The blowback against the European Super League can be explained in one word: risk. Fans love it, and owners hate it. In the end, the fans won. Less than two days after the idea was floated, the plan collapsed as most of the soccer league’s would-be founding members pulled out in the face of furious opposition from pundits, politicians, players, and—especially—fans.
Eliminating the possibility that your team will be booted out of the top-level competition was a key feature of the elite league that a dozen English, Spanish, and Italian soccer clubs wanted to launch. The way things are organized now, owners have trouble borrowing from banks or selling bonds because they’re at constant risk of relegation to a lower, less lucrative league if they lose too many matches. Fifteen teams in the Super League were to be cemented in place, with an additional five that would have come and gone, depending on their performance. The plan was to put Europe’s most popular teams head-to-head in midweek matches that would generate piles of cash from global broadcasting rights.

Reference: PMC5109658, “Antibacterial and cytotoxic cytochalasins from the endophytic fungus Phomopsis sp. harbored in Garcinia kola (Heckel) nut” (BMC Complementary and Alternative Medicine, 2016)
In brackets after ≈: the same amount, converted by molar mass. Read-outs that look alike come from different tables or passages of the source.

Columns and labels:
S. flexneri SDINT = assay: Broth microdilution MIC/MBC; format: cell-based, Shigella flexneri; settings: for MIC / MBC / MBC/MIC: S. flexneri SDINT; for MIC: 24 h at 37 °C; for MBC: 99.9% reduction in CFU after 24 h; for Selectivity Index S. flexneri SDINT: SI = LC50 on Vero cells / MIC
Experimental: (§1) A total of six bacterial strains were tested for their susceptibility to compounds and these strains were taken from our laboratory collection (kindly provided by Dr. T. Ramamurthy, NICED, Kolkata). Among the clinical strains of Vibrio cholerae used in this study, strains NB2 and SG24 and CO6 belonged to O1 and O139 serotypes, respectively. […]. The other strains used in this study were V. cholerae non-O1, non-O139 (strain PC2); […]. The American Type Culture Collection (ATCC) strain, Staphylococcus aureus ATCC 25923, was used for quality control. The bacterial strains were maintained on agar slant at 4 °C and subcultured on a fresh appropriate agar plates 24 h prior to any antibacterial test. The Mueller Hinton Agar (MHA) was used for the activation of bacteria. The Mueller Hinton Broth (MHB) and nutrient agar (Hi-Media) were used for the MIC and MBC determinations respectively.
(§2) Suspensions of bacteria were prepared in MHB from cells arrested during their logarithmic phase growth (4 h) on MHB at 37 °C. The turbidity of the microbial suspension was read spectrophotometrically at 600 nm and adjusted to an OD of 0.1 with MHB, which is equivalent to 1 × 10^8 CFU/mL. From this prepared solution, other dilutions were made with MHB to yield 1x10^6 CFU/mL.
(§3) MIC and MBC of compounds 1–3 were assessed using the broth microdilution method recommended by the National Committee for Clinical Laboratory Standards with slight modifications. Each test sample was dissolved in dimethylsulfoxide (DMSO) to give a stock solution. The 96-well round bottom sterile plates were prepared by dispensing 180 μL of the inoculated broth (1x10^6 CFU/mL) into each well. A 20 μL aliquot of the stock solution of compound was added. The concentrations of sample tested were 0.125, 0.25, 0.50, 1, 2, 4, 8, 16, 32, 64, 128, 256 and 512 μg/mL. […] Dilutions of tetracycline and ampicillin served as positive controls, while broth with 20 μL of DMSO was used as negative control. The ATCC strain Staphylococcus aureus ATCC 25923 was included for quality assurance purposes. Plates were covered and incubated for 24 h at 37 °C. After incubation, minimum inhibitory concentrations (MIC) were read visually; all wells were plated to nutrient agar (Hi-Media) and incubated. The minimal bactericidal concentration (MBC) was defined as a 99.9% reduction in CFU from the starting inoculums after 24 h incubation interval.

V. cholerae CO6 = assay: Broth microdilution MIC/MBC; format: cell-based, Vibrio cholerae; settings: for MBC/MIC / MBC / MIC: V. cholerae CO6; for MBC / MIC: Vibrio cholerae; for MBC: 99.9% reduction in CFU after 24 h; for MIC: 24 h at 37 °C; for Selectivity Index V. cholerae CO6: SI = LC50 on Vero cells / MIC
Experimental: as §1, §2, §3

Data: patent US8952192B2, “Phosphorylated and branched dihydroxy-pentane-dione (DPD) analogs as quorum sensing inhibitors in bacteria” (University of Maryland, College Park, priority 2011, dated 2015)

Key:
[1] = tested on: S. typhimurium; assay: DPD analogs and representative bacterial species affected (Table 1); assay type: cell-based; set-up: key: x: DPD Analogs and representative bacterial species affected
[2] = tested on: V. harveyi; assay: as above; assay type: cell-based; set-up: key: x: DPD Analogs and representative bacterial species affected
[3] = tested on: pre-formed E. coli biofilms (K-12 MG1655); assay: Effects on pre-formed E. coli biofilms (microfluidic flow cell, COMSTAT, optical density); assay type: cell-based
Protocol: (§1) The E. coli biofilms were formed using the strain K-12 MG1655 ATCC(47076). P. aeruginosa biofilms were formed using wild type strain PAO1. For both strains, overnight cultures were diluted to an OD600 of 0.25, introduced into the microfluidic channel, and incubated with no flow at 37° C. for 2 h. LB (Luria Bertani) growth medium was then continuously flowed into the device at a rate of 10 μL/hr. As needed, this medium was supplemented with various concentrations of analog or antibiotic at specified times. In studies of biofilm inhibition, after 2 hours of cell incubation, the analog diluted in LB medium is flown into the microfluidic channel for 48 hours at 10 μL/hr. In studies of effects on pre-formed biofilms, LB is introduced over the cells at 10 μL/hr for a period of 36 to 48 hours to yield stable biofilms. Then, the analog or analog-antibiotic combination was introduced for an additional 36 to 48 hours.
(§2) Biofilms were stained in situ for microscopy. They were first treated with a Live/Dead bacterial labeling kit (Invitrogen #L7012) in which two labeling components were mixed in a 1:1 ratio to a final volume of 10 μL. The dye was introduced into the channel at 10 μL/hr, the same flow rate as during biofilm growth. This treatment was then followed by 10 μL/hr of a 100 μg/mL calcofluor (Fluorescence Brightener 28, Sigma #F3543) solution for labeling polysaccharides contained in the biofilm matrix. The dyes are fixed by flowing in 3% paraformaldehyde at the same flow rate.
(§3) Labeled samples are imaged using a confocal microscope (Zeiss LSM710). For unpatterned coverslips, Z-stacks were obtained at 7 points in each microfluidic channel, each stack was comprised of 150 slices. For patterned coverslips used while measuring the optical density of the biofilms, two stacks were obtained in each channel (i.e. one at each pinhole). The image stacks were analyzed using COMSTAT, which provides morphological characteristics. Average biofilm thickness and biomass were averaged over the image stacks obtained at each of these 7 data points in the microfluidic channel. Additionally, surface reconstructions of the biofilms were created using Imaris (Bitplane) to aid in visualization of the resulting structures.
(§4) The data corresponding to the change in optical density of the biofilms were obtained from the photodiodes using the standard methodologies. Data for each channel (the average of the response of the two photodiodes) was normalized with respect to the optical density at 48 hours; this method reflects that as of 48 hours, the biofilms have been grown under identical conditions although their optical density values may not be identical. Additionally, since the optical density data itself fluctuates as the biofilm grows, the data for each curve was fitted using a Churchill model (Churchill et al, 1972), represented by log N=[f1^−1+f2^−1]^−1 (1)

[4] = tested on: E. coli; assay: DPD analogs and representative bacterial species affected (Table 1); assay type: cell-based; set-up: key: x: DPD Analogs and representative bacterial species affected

That closed structure made the Super League more like an American competition: Even after their lousiest seasons, the Chicago Cubs or New York Yankees needn’t fear being sent down to Triple-A to face the likes of the Toledo Mud Hens and the Lehigh Valley IronPigs. “It’s not just that they would make more money in this arrangement, it’s also that it would be much more predictable,” says François Godard of research firm Enders Analysis. “Investors like this very much, especially American investors used to American clubs.”
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